March 30, 2014

How the Royals starting rotation shapes up

James Shields leads the Royals’ rotation for this season, and the team has several prospects for the future.
The starting five


James Shields, RHP (Free agent in 2015):

He is this team’s best player, its clubhouse leader and best hope for the Royals’ first playoff berth since 1985. He also is on his way out the door. Shields, 32, is in line for a nine-figure bonanza on the free-agent market next winter. He led the American League with 228 2/3 innings in 2013, and posted a 3.15 ERA.


Jason Vargas, LHP (Free agent in 2018):

The Royals signed Vargas this winter to a four-year, $32 million deal, their second-largest contract for a free-agent pitcher in franchise history. He profiles as more of a back-end starter, but the team appreciates his consistency. From 2010-13, Vargas, 31, averaged 190 innings with a 3.97 ERA.


Yordano Ventura, RHP (Free agent in 2020):

He is the Royals’ best hope for a homegrown ace since Zack Greinke. Ventura, 22, stands 5-11, weighs about 180 pounds and throws a sizzling, 100-mph fastball. Team officials rave about his maturity. Ventura commands his curveball and is working on developing his change-up. The team’s stated goal of 200 innings sounds lofty, but they expect Ventura to be a major contributor.


Jeremy Guthrie, RHP (Free agent in 2017):

Guthrie ducked and dodged often in 2013. No pitcher in the American League gave up more hits. His strikeout rate was a career-worst 4.7 per nine innings. Yet he still emerged with a 4.04 ERA — a sign of troubling regression potentially in his future this year. The team possesses a $10 million mutual option on Guthrie, 34, for 2016 but is more likely to exercise its $3.2 million buyout.


Bruce Chen, LHP (Free agent in 2016):

He’s back and more beloved than ever. Chen, 36, is a vibrant piece of this team’s tapestry: He translates for Ventura, amuses his teammates and is willing to handle any role on the field. For now, he will start every fifth day. But by midseason, the team hopes he can shift back to the bullpen. Don’t expect Chen to complain.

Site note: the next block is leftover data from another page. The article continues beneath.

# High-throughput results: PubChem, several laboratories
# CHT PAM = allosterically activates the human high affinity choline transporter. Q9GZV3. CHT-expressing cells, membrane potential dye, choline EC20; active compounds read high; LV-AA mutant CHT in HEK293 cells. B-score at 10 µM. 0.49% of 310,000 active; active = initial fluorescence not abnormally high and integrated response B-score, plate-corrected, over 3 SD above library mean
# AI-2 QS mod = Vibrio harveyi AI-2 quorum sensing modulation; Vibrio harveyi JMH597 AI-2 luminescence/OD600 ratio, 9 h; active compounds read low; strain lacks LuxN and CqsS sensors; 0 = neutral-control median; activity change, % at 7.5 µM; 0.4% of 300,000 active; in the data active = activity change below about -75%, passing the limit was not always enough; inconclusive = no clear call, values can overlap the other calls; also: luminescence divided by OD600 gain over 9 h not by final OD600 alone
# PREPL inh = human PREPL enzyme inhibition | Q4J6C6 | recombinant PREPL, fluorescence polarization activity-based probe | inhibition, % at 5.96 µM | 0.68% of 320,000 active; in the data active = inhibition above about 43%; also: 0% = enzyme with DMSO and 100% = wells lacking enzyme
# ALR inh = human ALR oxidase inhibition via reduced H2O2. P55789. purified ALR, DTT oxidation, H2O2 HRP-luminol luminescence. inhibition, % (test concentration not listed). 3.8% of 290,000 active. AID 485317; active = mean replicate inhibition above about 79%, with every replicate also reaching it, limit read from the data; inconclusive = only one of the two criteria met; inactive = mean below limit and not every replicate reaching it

Five for the future


 Danny Duffy, LHP:

He remains an enigma. His talent is tantalizing, but the team is still searching for how to get him to flourish. Duffy, 25, failed to win a spot in the rotation this spring, then flunked his two-appearance audition for the bullpen. The Royals need him to contribute in the majors this season.


Chris Dwyer, LHP:

Dwyer, 25, has rebounded from the physical ailments that slowed him in 2012. He put together a respectable season last summer in Omaha and made his big-league debut. Now he needs to build on that and continue to throw strikes.


Kyle Zimmer, RHP:

The Royals harbor high hopes for Zimmer, 22, but they’re working to temper expectations. When camp began, team officials talked about the possibility of him reaching the majors later this summer. But he’s going through a slow progression in his throwing program as he recovers from an offseason bout with biceps tendinitis. Zimmer may not pitch in a game until May, general manager Dayton Moore said.

Sean Manaea, LHP:

No, he won’t be in the majors in 2014. He’ll need almost everything to go right to reach the majors in 2015. But Manaea, 22, a probable top-five pick in the 2013 draft before a hip injury hurt his stock, has wowed Royals officials with his ability this spring. He’ll start in Class A Wilmington and could rise quickly.

Miguel Almonte, RHP: He’ll likely join Manaea in Wilmington. Just 20, Almonte was rated the No. 46 prospect in the game by Baseball America this spring. He showed well with Class A Lexington last year, striking out 132 batters in 130 2/3 innings, and posting a 3.10 ERA.

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